July 28, 2022 report
Promising evidence of deuterium forming into a metallic state at high pressure
A trio of researchers at the French Alternative Energies and Atomic Energy Commission has shown promising evidence of deuterium forming into a metallic state at high pressure. In their paper published in the journal Physical Review Letters, Paul Loubeyre, Florent Occelli, and Paul Dumas describe the process they used to pressurize a deuterium sample and test it for a transition state.
Theory suggests that all elements should transition to a metallic state if subjected to strong enough pressure. This is because at some point, their electrons will become delocalized. But modeling, much less demonstrating, such transition points has proven to be difficult. Early research looking for the transition state of hydrogen led to theories that it would reach a metallic state when hydrogen molecules disassociated completely. That led to many efforts to see if such theories were true—sadly, none were successful. Then in 2000, a team at Cornell University calculated that hydrogen should transition at 410 GPa. In 2020, the researchers of the current study used a diamond anvil cell to compress a sample of hydrogen to 425 GPa and used synchrotron infrared absorption and Raman spectroscopy to measure the band gap of the material. They found a sudden drop from 0.6eV to 0.1eV at 80K, comprising promising evidence of hydrogen forming into a metallic state as theorized.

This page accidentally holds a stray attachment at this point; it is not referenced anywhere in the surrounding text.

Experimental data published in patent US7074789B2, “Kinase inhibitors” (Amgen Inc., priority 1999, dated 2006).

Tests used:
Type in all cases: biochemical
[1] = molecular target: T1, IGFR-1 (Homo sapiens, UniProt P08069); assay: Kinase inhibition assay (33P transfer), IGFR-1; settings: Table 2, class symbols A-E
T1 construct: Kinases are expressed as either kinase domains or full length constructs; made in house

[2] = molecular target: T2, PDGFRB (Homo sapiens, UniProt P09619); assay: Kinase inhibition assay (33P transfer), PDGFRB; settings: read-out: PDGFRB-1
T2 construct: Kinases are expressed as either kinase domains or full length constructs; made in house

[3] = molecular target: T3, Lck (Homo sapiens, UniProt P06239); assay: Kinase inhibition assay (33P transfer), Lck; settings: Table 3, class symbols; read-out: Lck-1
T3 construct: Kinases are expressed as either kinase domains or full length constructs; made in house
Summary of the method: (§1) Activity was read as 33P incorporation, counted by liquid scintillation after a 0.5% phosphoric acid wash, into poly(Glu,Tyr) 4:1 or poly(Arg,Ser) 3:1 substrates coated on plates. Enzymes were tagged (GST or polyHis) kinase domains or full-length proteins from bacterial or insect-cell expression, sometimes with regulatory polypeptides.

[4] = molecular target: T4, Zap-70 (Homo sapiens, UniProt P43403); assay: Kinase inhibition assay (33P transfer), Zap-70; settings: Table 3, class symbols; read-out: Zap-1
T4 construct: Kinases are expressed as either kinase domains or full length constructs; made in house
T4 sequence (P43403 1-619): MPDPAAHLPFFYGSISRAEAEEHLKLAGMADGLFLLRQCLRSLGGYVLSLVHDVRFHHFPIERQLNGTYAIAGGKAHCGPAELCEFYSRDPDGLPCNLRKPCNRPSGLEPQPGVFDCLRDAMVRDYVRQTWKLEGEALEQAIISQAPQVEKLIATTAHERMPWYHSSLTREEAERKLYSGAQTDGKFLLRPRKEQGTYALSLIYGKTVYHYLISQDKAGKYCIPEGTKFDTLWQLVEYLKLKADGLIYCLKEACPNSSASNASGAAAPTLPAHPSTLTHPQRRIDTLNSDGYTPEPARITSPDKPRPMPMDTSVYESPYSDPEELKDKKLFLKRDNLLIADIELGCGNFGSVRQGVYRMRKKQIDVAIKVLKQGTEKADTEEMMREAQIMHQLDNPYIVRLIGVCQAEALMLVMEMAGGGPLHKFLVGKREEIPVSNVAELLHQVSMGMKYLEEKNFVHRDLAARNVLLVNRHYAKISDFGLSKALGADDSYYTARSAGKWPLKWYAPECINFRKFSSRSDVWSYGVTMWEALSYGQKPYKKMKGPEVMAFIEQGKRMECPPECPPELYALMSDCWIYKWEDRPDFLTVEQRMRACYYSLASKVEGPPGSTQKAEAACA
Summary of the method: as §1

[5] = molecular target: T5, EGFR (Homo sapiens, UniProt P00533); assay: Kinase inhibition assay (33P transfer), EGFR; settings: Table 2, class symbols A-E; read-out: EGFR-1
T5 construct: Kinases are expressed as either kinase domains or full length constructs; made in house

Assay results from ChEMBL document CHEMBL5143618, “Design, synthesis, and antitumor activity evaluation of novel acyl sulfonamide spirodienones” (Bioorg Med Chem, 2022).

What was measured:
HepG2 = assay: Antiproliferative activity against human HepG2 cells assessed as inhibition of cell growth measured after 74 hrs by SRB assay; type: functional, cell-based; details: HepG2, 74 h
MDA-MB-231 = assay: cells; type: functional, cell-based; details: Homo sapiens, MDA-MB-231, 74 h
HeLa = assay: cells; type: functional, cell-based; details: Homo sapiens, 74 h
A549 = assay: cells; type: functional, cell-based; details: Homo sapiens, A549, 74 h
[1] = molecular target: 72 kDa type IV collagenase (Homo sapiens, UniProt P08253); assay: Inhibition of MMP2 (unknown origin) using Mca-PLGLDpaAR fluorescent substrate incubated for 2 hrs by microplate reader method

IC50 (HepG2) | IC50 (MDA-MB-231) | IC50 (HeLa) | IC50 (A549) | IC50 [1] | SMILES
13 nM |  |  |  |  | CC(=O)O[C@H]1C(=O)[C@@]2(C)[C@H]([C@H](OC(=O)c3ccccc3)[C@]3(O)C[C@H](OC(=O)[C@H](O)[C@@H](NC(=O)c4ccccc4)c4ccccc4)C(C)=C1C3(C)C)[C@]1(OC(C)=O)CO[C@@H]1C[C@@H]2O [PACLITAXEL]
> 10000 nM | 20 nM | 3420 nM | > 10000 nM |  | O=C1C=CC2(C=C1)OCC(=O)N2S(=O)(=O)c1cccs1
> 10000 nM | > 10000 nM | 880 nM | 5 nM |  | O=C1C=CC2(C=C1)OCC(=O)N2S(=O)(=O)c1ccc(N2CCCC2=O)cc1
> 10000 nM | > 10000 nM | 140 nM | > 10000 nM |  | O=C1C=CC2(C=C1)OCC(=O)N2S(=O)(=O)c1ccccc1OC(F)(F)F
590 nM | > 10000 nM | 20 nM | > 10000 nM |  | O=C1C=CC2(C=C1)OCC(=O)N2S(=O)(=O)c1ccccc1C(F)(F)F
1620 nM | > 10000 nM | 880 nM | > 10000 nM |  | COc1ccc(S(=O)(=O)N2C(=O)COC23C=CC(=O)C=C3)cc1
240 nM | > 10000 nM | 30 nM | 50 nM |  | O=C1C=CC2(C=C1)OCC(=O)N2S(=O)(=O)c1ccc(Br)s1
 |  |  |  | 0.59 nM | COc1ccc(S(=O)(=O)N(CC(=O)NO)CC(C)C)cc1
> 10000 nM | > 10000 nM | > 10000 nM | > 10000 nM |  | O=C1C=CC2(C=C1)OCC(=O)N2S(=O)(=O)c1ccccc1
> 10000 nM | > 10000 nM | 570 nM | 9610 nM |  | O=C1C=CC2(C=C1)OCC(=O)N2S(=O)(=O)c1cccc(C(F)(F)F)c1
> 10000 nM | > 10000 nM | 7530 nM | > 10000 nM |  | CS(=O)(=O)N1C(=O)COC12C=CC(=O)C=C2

A short time later, physicist Alexander Goncharov suggested that transitions should happen more easily under conditions where quantum motion could allow for some atoms to tunnel from one place to another. Noting that deuterium nuclei are heavier than hydrogen, the researchers reasoned that they should be less delocalized than protons and thus should require more pressure to transition. To find out if that was the case, the team reran their 2020 effort, only this time, they used deuterium instead of hydrogen. They found the band gap decreased in ways similar to the hydrogen experiment, but it did so at 460 GPa, possibly confirming the theory. The researchers noted that they also saw nothing that would indicate molecular disassociation had occurred in either experiment.
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